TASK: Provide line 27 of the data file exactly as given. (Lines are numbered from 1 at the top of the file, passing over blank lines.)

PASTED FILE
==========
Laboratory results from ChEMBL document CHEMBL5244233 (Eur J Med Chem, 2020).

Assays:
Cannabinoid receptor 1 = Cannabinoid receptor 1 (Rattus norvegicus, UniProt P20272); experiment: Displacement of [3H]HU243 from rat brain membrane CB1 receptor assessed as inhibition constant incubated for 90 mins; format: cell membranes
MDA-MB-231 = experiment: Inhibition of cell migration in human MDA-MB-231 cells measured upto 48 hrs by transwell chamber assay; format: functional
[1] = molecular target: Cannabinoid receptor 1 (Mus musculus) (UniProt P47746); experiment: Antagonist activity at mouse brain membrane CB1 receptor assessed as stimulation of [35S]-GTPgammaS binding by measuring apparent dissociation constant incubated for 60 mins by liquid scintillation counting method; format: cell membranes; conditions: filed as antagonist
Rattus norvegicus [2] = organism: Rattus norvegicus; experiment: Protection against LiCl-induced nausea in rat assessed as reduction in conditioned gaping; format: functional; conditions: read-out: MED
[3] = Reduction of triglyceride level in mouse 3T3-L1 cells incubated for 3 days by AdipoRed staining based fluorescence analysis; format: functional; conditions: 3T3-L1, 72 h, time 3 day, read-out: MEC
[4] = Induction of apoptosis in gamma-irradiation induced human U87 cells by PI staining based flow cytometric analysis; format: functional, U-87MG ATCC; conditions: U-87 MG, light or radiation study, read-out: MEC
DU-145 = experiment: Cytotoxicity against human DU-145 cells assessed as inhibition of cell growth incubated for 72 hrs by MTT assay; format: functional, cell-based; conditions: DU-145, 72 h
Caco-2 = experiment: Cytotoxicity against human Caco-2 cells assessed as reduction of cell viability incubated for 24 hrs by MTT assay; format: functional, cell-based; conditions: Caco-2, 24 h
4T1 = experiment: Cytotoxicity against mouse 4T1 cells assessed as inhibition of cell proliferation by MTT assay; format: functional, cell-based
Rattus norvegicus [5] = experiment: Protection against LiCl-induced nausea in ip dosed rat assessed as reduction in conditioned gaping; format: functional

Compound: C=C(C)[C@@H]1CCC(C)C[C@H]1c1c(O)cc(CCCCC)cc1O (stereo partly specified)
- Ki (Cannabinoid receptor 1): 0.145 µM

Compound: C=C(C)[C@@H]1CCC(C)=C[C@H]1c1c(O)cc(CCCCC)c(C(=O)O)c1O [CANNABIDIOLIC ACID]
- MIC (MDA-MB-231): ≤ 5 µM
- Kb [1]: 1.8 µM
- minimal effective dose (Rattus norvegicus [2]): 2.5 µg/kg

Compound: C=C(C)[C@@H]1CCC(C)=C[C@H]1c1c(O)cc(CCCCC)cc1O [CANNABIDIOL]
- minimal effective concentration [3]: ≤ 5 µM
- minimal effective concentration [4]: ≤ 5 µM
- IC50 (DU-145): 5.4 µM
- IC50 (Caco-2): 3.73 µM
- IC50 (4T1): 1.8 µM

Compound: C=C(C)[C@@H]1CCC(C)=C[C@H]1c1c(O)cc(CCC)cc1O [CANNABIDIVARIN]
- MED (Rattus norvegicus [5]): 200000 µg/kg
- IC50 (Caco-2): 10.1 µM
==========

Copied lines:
- IC50 (Caco-2): 10.1 µM